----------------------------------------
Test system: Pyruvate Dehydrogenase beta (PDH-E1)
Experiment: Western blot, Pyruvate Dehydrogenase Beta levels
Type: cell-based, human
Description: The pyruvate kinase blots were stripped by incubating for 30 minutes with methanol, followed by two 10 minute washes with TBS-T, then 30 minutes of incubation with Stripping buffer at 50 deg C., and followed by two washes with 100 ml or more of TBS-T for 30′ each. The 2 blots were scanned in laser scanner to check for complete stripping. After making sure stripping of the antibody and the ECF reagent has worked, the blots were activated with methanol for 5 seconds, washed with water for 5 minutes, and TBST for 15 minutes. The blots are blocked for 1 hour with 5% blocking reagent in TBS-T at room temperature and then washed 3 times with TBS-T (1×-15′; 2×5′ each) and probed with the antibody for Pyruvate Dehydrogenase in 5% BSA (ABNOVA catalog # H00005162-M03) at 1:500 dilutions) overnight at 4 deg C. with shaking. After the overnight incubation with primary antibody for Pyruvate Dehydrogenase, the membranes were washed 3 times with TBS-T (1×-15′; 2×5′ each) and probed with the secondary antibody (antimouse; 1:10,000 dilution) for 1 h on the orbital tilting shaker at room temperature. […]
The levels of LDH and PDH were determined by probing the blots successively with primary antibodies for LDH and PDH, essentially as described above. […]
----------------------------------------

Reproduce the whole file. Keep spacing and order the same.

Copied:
Test system: Pyruvate Dehydrogenase beta (PDH-E1)
Experiment: Western blot, Pyruvate Dehydrogenase Beta levels
Type: cell-based, human
Description: The pyruvate kinase blots were stripped by incubating for 30 minutes with methanol, followed by two 10 minute washes with TBS-T, then 30 minutes of incubation with Stripping buffer at 50 deg C., and followed by two washes with 100 ml or more of TBS-T for 30′ each. The 2 blots were scanned in laser scanner to check for complete stripping. After making sure stripping of the antibody and the ECF reagent has worked, the blots were activated with methanol for 5 seconds, washed with water for 5 minutes, and TBST for 15 minutes. The blots are blocked for 1 hour with 5% blocking reagent in TBS-T at room temperature and then washed 3 times with TBS-T (1×-15′; 2×5′ each) and probed with the antibody for Pyruvate Dehydrogenase in 5% BSA (ABNOVA catalog # H00005162-M03) at 1:500 dilutions) overnight at 4 deg C. with shaking. After the overnight incubation with primary antibody for Pyruvate Dehydrogenase, the membranes were washed 3 times with TBS-T (1×-15′; 2×5′ each) and probed with the secondary antibody (antimouse; 1:10,000 dilution) for 1 h on the orbital tilting shaker at room temperature. […]
The levels of LDH and PDH were determined by probing the blots successively with primary antibodies for LDH and PDH, essentially as described above. […]